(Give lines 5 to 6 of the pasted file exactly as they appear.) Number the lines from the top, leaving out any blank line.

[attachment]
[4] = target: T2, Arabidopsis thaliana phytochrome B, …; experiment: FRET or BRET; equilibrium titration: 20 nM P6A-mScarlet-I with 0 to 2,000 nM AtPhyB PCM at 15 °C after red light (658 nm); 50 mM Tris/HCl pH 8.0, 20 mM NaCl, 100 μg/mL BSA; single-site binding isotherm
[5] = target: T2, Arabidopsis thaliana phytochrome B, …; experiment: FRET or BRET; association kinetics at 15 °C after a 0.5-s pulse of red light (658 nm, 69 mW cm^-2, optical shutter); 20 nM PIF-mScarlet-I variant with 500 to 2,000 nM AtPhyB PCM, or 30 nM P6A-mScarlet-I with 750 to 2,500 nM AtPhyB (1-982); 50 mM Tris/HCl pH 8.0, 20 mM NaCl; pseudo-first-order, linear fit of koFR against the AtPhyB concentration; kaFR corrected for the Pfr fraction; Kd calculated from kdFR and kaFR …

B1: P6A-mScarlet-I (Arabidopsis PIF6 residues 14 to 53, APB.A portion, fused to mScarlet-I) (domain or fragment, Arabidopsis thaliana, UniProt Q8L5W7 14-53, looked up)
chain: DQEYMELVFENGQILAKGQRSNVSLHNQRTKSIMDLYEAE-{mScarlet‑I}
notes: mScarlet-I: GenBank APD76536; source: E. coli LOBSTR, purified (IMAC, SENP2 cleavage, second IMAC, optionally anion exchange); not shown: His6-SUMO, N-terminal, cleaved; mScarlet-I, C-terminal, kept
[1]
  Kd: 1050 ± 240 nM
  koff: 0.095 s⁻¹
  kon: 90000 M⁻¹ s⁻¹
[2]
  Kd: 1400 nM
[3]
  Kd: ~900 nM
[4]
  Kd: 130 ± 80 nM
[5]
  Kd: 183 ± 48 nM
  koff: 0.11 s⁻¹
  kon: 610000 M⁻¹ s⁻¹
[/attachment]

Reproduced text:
notes: mScarlet-I: GenBank APD76536; source: E. coli LOBSTR, purified (IMAC, SENP2 cleavage, second IMAC, optionally anion exchange); not shown: His6-SUMO, N-terminal, cleaved; mScarlet-I, C-terminal, kept
[1]